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Bad Boy by Peter Robinson

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Bad Boy by Peter Robinson

Peter Robinson’s new Inspector Banks novel is Bad Boy, the story of a very bad boy indeed. Jaff McCready, charming and attractive, has a way with the girls. His disgruntled girlfriend, Erin Doyle, makes a big mistake when she decides to take something that belongs to Jaff and return home to her parents for a time out. Erin has been sharing a London flat with two other girls, one her childhood friend from Eastvale, Tracy Banks, the daughter of Inspector Alan Banks.

With Erin out of the picture Tracy decides to try her luck with Jaff, and immediately falls into a relationship with him. Tracy is an unhappy young woman. Her brother, Brian, is a successful musician but Tracy, although finished university did not do as well as she, or her parents, expected. She is rebelling with a couple of facial piercings, and like a lot of young women in Great Britain these days, she is sometimes binge drinking, experimenting with drugs and making some unwise, under the influence, choices about who she has sex with. A relationship with Jaff is the last thing she needs but she doesn’t see it that way - yet.

Detective Annie Cabot describes a bad boy this way, “A bad boy is unreliable, and sometimes he doesn’t show up at all, or if he does, he’s late and moody, he acts mean and he leaves early. He always seems to have another iron in the fire, somewhere else to be. But always, while you’re waiting for him, you can’t really concentrate on anything else, and you have at least one eye on the door in case he’s the next one to walk into the room, even though you think he might be seeing someone else, and when you’re with him, your heart starts to beat a little faster and your breath catches in your chest. You might be angry, but it won’t last, and you’re happy for a while when he gives all his attention to you, and then it starts all over again.”

That might be a good description of a regular bad boy, but Jaff we soon discover is more than just bad, he is in fact a criminal. It was Jaff’s gun that Erin took, and it is now in the hands of the police who would very much like to know where the owner is. Jaff is on the run, knowing the police will soon be asking him questions he doesn’t want to answer, and Tracy is with him. Tracy thinks it all a bit of a lark, it is exciting and so is Jaff. Tracy’s father is away on holiday, and his isolated home in the country seems a good spot for Jaff and Tracy to spend a few days, before leaving the country.

It is when Alan Bank’s friend and colleague, Annie Cabot, comes to water the plants that things go way out of control for everyone. Annie is surprised to find Tracy in Alan’s home, realizes immediately that she is not alone, and suspects that Jaff is also there. As Annie is encouraging Tracy to leave with her, Jaff enters the room and shoots Annie. Tracy can’t kid herself anymore that it’s all harmless fun. Jaff will now become the focus of a police search, and having discovered that Tracy is the daughter of a police Detective he will not allow her to leave him.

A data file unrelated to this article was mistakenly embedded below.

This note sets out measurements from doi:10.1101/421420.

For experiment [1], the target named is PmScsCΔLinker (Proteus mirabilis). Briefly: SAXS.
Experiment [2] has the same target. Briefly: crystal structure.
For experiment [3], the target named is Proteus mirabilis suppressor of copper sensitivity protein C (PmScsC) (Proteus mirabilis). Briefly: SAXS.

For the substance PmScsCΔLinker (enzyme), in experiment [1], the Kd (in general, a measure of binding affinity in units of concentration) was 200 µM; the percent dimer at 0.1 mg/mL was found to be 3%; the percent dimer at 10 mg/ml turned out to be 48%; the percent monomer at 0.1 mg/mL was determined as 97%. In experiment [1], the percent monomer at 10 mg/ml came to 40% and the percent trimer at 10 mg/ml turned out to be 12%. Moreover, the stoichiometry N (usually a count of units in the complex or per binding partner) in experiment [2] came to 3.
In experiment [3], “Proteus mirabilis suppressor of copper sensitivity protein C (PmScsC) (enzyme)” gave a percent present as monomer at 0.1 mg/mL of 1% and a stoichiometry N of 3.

Meanwhile, Tracy’s father Detective Inspector Alan Banks, who has been having a lovely holiday in the United States, returns to find himself apprehended at the airport and taken to the hospital where Annie Cabot is in critical condition. Then he is told that his daughter is a fugitive – unwilling perhaps – on the run with Jaff.

There is no doubt that Tracy is in danger and that her father will become involved in the efforts to find her and to apprehend Jaff – but I’m not going to reveal the conclusion of this novel – it is a mystery after all. I will only say that the light stayed on late the night I finished reading this book.

Bad Boy is the nineteenth novel featuring Inspector Alan Banks, a series followed by readers around the world, and about to become even more well know with the filming of an early novel Aftermath for British ITV, starring Stephen Tompkinson as Inspector Banks. The series will continue with the filming of three more books Playing with Fire, Friend of the Devil and Cold as the Grave in 2011.

On October 30th Peter Robinson was awarded this year’s Harbourfront Festival prize, “based on the merits of his own published work and the time he has invested in nurturing the next generation of literary talent” by the International Festival of Authors. Peter said, “It was a great honour to receive this prize and a privilege to be included among such august company as the previous recipients. Not only is this award an honour for me, but I also hope it represents a small step forward for crime writers everywhere.”

All well deserved success for this Canadian novelist, and a thoroughly good guy.

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